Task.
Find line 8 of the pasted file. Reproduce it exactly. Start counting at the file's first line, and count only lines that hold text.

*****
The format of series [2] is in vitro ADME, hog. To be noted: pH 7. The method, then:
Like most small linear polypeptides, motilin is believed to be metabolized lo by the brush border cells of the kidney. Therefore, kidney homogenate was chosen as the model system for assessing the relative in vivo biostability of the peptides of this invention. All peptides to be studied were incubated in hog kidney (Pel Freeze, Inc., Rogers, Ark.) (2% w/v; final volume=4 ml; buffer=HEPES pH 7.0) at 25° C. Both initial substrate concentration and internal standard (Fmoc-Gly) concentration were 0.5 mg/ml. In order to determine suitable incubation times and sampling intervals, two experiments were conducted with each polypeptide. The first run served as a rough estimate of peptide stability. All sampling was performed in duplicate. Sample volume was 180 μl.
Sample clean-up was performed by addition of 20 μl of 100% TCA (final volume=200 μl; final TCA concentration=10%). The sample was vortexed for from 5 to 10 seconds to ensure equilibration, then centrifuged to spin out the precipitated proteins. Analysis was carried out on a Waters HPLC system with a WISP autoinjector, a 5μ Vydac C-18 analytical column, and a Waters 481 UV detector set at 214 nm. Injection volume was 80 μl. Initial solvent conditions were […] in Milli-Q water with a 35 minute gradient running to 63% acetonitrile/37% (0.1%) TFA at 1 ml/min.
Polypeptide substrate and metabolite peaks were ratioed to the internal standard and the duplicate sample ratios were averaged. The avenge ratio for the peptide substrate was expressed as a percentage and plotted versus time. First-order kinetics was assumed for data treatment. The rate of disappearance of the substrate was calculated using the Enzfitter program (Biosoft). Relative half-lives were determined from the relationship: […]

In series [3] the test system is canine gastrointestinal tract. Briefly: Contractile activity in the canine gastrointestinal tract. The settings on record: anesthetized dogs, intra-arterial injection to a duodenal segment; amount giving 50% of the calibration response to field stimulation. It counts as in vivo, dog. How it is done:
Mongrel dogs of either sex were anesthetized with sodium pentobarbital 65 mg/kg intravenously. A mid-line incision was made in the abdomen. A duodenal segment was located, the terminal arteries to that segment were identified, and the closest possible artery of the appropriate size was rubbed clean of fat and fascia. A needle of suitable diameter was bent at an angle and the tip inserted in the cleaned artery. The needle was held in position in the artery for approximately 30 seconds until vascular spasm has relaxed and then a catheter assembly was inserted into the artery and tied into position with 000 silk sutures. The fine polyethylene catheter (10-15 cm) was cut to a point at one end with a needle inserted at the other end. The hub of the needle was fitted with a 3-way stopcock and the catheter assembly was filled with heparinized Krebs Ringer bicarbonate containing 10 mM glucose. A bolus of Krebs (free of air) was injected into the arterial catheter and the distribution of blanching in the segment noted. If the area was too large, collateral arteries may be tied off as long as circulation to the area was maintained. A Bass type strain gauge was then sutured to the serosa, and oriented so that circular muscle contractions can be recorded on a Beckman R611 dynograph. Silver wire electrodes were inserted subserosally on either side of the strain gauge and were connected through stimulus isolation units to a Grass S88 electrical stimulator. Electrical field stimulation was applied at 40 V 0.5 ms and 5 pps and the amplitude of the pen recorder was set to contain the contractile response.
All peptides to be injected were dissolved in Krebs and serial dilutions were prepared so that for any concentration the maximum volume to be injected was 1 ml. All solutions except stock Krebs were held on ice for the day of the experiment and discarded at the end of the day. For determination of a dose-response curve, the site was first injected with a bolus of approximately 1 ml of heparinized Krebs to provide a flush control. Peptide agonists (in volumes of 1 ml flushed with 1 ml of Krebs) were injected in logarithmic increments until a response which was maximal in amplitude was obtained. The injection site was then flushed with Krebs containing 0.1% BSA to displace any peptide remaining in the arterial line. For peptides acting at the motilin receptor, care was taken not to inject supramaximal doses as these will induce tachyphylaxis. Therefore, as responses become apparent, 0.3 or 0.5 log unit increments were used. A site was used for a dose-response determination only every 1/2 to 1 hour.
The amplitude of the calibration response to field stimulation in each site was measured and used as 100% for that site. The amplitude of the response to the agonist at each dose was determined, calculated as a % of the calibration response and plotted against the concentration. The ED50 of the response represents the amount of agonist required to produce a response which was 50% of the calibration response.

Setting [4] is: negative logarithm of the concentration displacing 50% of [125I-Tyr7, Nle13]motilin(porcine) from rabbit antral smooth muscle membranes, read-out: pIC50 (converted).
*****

The amplitude of the calibration response to field stimulation in each site was measured and used as 100% for that site. The amplitude of the response to the agonist at each dose was determined, calculated as a % of the calibration response and plotted against the concentration. The ED50 of the response represents the amount of agonist required to produce a response which was 50% of the calibration response.